# Why the convergency of Cauchy product requires at least one of the series to be abs. convergent while the product of two convergent seq. converges?

In baby rudin, Theorem 3.3(c) states,

suppose $$\{s_n\}$$,$$\{t_n\}$$ are complex sequences and $$\lim_{n\rightarrow \infty}s_n=s$$, $$\lim_{n\rightarrow \infty}t_n=t$$, then $$\lim_{n\rightarrow \infty}s_nt_n=st$$

here we don't require $$\{s_{n+1}-s_n\}$$ or $$\{t_{n+1}-t_n\}$$ to be absolutely convergent. But then Theorem 3.50 states,

if

• $$\sum_{n=0}^\infty a_n$$ converges absolutely,
• $$\sum_{n=0}^{\infty}a_n=A$$ and $$\sum_{n=0}^{\infty}b_n=B$$,
• $$c_n=\sum_{k=0}^{n}a_kb_{n-k}$$,

then $$\sum_{n=0}^\infty c_n=AB$$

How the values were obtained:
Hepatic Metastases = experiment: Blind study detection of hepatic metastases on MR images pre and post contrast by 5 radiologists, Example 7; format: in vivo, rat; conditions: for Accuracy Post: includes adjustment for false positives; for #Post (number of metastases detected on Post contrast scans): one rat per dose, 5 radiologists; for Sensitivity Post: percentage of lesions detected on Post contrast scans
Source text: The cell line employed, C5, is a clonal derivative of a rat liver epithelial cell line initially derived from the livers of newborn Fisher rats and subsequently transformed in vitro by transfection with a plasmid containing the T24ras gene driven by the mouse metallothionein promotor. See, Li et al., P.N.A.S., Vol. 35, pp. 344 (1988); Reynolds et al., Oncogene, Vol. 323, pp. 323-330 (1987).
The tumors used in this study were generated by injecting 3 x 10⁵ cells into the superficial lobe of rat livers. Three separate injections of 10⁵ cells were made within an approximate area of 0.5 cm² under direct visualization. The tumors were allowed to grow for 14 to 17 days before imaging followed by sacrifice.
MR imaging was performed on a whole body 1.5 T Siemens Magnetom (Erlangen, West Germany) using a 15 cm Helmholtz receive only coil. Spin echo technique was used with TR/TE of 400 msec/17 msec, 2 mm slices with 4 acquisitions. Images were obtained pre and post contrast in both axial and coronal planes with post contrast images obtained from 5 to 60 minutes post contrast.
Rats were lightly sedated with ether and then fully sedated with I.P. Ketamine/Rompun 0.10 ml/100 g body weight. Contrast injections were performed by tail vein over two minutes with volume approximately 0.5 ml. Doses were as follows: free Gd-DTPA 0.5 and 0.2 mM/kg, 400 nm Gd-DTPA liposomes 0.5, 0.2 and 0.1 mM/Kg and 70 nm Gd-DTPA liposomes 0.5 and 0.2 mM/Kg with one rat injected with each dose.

which means $$\lim_{n\rightarrow \infty}A_nB_n=AB$$, where $$A_n=\sum_{k=0}^na_k$$ and $$B_n=\sum_{k=0}^nb_k$$.

But if we consider $$\{A_n\}$$ and $$\{B_n\}$$ as two sequences, it doesn't require $$\sum_{n=0}^\infty a_n$$ to be absolutely convergent to make sure $$\lim_{n\rightarrow \infty}A_nB_n=AB$$ according to Theorem 3.3(c). I'm quite confused about this. Any answer or hint would be greatly appreciated!

• The Cauchy product can be divergent if both series are only conditionally convergent. See for example math.stackexchange.com/q/156401/42969 Mar 20, 2021 at 13:26

Yes, Theorem 3.3(c) proves that $$\lim_{n\to\infty} \left(\sum_{k=0}^n a_k\right)\left(\sum_{k=0}^n b_k\right) = AB$$ but that's not the Cauchy product:
$$\left(\sum_{k=0}^n a_k\right)\left(\sum_{k=0}^n b_k\right) \ne \sum_{k=0}^n\sum_{i=0}^k a_i b_{k-i}$$